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Why I Don’t Drink

Fact is, I don’t drink alcohol. For those reading this who don’t know me personally (and I guess that’s the most of you), that is a completely new fact you can stash in your ‘random-things-to-know-about-Jess’ bank (which I hope is only metaphorical because otherwise I’m flattered, but no.).

Brief background, I was raised in the Salvation Army by a Salvation Army family. Since the Salvation Army is a charity as well as a church and due to its history of helping people who have drinking problems, Salvation Army soldiers, those who wear a uniform and are active within the church, do not drink alcohol. This puts me in a slightly unique position of not only having parents who don’t drink, but grandparents on both sides who don’t either – so genetics are probably not in my favour anyway.

I’m not a Salvation Army soldier and in many ways the Salvation Army doesn’t play much of an active role in my life any more. However, the decision to not drink has been something I’ve decided to keep – which, considering the lack of self control I have in terms of pacing myself when eating a chocolate bar, is probably only beneficial.

Why is that?, you may ask. Well, luckily for you that’s what this blog post is all about.

It’s a common question you’re asked when you don’t drink. Most of the time people are genuinely curious and accept it quite easily. But sometimes people aren’t satisfied and demand more and more explanations to justify my decisions until they are satisifed. So I’m writing this blog means that I’ll also have a url to give the particularly curious.

1. The Taste 

Now it is not as if I haven’t tried alcoholic drinks. But as one unused to drink, it doesn’t matter how flavoured the drink or how strong the alcohol, the first thing that hits me like a sucker punch to the face is that it is alcoholic – and to me that tastes absolutely vile. My friends usually have either one of two responses to this,
1. “You’ve got to drink enough until you don’t mind the alcohol anymore”
or
2. “You don’t drink alcohol for the taste”
Which, with the greatest amount of respect, isn’t much incentive to waste £3 on a bleurgh half pint of beer, when I can just get a full pint of lemonade for £1-50. (Side note, you know you’ve been living in Norway too long when you don’t consider those London prices expensive any more!).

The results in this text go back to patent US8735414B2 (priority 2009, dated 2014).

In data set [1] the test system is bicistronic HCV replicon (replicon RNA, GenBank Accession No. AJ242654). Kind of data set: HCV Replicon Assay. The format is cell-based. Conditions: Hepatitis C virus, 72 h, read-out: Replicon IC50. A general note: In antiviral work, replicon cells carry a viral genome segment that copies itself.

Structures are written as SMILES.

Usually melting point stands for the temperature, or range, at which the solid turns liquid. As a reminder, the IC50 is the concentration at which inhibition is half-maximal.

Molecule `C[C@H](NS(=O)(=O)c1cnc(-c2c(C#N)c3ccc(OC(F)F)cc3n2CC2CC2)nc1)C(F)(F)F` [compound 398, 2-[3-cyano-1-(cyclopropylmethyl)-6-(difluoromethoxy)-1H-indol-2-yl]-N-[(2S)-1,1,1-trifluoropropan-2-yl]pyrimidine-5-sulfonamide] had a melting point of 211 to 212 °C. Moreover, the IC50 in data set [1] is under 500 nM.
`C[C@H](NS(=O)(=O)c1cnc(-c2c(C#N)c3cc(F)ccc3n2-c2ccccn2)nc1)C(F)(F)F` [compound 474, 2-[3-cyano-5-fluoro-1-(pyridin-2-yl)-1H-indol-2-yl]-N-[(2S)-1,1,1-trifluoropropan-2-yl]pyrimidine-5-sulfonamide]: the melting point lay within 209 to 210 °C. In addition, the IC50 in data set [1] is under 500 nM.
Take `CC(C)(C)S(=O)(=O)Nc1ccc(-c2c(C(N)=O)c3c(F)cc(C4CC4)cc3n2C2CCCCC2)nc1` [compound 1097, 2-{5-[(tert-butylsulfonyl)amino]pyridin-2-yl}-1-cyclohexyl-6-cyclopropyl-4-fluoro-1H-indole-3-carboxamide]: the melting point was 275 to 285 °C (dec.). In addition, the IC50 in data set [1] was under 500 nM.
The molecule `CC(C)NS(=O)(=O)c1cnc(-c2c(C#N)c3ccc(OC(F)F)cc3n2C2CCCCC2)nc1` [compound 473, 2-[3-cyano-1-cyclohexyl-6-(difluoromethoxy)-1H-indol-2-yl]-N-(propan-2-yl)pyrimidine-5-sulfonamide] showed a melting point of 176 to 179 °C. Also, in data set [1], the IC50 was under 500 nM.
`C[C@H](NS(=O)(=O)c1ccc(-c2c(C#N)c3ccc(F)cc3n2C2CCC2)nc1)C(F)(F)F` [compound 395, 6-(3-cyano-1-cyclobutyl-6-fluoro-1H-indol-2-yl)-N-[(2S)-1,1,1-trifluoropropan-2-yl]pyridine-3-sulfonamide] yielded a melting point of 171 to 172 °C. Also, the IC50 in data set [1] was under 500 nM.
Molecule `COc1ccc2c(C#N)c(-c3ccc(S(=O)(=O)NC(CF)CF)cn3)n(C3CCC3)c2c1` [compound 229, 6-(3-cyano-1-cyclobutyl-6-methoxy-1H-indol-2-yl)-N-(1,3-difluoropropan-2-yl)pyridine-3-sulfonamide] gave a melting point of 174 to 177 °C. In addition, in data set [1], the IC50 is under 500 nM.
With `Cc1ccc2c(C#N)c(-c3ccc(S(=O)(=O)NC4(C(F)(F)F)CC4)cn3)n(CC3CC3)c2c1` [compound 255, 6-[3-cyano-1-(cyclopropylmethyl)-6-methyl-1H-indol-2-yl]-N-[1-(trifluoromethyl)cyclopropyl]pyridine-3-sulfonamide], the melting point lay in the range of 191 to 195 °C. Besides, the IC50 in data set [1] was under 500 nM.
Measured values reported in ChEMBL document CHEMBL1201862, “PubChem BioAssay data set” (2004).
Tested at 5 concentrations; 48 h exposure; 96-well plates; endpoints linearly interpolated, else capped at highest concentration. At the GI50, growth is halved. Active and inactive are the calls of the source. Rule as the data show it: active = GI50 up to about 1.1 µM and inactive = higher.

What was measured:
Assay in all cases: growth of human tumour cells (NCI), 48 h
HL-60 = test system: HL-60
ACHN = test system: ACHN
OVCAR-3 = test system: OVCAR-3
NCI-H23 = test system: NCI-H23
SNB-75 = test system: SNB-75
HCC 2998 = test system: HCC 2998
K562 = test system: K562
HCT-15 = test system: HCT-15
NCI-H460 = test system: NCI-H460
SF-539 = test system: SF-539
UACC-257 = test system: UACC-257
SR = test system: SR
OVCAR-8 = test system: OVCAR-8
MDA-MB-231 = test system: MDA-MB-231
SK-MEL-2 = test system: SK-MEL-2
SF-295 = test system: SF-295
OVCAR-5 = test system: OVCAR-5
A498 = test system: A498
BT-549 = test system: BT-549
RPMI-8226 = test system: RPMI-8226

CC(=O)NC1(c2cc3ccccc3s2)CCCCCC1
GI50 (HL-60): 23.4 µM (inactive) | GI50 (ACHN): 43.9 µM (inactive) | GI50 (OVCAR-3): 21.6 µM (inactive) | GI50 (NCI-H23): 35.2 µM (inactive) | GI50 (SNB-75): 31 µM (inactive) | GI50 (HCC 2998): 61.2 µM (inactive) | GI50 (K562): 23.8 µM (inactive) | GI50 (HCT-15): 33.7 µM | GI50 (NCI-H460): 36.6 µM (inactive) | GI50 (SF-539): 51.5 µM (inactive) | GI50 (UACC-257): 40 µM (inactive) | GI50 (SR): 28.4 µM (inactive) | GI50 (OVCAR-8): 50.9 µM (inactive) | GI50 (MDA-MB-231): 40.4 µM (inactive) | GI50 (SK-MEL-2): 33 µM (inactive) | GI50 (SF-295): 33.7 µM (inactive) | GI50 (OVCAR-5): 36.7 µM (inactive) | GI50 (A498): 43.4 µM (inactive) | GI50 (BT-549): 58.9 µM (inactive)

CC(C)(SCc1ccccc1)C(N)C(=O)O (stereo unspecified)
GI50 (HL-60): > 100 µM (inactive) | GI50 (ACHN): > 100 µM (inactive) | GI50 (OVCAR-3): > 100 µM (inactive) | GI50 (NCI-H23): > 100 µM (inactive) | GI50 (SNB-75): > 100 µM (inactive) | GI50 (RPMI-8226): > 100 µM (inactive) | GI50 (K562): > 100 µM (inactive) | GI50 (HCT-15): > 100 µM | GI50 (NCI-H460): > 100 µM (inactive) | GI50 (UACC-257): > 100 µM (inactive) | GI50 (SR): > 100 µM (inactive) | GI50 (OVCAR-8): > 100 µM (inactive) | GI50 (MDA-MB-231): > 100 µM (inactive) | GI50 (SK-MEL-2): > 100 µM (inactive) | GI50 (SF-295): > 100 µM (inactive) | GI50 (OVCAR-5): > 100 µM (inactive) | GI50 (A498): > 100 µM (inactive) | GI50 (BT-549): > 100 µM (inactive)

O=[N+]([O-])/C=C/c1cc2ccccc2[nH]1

2. It’s Expensive 

And don’t give me that “you’re in Norway, everything is expensive” argument because alcohol is more expensive than soft drinks the world over. I’m a student with crippling student debt studying Viking Studies, I don’t need to call a psychic hotline to know that money is not something which will feature heavily in my future. If alcohol is something you enjoy then it’s worth it. But for me – I’d rather put that money towards things like food, rent or half-decent shampoo.

3. I Am Far Chatty Enough Without The Use of Alcohol

I was born to a mother blessed with the gift of striking up a conversation about absolutely anything with absolutely anyone. I think my dad has mixed feelings about it – if only because it means that it can take thirty minutes to walk a ten minute stretch of the high street. It’s not too much of a surprise therefore, that I similarly am not picky with talking to people – my friends will be too happy to tell you about what they call “the puppet man incident”. I know for some people, alcohol is a form of social lubrication; a way to loosen up and talk to people easier. But I’ve never really needed that.

4. It’s Healthier

Let me just start by clarifying: I am not the picture of perfect health. I most definitely do things that aren’t considered healthy – but not alcohol. With so many things I already worry about in life, I am very okay with my kidneys not being one of them.

5. I Like Being In Control

This reason’s a bit deeper I guess. There are two occasions where I have been drunk. Both times I was with people I trusted and in a place I felt comfortable. I wanted to try it and see what all the fuss was about. Due to my non-drinking nature, it didn’t take very long to get me drunk – which was good because, as stated, I don’t actually enjoy drinking. This also meant that it didn’t take very long to completely sober up either – and I then couldn’t be bothered going through the whole process all over again. For the short time I was drunk though, I was basically stereotypically white girl drunk; I giggled a lot, stumbled around and got very loud. It was ok, I guess. But not really worth the effort.

And I much prefer having control over myself. I would rather make stupid decisions due to my own stupidity rather than something else influencing them. Plus blackouts, loss of motor skills and casual vomiting don’t sound exactly sound enjoyable.

6. I Just Don’t Want To 

I could give you all the reasons in the world to justify why I don’t drink, but frankly it all comes down to the fact that I just don’t want to. And really, that should be enough.

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